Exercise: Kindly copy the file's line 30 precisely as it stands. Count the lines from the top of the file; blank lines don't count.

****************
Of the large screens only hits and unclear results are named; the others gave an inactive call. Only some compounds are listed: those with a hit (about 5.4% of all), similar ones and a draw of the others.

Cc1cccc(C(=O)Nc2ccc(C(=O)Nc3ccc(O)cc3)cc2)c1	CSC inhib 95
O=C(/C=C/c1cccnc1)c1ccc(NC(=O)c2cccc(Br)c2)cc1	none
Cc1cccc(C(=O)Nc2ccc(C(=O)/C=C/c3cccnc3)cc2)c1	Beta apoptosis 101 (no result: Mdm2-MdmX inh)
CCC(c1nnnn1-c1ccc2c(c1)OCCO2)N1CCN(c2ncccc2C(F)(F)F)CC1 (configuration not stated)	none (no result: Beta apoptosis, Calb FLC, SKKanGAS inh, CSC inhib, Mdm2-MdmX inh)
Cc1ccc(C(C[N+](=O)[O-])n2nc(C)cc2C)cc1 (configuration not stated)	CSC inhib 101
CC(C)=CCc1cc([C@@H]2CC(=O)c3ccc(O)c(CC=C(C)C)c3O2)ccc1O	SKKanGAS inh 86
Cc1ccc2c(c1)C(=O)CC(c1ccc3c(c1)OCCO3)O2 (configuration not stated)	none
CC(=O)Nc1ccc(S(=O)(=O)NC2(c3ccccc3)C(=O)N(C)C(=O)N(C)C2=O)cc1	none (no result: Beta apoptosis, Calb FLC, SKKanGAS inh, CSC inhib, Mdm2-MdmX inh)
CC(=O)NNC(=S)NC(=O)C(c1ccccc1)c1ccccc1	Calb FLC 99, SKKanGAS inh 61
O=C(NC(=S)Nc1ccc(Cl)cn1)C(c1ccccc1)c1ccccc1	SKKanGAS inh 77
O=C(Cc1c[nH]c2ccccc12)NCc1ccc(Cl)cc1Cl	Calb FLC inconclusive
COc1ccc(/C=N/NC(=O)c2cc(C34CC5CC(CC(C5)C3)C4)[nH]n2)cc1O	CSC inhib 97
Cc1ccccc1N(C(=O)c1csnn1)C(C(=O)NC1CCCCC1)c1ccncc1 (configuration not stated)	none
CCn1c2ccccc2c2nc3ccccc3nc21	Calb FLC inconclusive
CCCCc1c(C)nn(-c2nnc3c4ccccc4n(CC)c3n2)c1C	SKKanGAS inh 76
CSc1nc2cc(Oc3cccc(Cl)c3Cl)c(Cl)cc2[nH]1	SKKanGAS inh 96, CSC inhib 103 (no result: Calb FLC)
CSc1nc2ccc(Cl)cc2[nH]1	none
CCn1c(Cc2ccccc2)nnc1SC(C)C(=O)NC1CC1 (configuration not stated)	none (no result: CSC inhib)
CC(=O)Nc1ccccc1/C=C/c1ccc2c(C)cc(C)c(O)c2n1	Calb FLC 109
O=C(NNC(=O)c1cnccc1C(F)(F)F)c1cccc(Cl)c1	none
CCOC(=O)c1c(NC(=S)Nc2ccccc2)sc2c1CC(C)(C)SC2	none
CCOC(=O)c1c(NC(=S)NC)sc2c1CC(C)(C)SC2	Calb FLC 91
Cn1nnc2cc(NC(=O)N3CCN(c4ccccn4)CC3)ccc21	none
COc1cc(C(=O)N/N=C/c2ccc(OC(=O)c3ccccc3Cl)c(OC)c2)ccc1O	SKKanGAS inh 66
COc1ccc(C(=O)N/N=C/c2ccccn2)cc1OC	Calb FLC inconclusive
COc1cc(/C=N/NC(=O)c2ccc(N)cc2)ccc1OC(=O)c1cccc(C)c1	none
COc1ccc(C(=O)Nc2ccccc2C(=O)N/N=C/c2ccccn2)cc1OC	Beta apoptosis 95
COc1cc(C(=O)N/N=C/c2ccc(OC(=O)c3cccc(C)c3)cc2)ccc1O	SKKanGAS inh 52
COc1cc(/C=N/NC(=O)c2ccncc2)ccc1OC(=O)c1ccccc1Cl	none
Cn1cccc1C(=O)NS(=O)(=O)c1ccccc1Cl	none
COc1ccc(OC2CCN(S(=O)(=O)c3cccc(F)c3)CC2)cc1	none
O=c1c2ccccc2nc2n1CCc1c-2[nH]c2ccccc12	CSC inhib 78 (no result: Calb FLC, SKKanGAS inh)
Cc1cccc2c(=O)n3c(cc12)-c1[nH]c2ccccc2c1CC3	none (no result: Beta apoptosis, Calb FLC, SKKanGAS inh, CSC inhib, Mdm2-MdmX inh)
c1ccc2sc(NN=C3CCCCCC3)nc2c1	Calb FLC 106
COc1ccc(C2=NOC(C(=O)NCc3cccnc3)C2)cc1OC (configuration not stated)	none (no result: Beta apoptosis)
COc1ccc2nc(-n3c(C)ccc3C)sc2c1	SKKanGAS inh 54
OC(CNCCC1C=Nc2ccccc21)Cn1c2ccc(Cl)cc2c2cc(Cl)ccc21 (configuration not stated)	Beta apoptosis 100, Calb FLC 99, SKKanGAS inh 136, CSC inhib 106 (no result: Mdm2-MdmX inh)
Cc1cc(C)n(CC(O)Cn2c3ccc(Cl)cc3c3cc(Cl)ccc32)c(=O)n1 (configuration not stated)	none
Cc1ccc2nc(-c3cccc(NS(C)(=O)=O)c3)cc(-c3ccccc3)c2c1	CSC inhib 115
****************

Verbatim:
COc1cc(/C=N/NC(=O)c2ccncc2)ccc1OC(=O)c1ccccc1Cl	none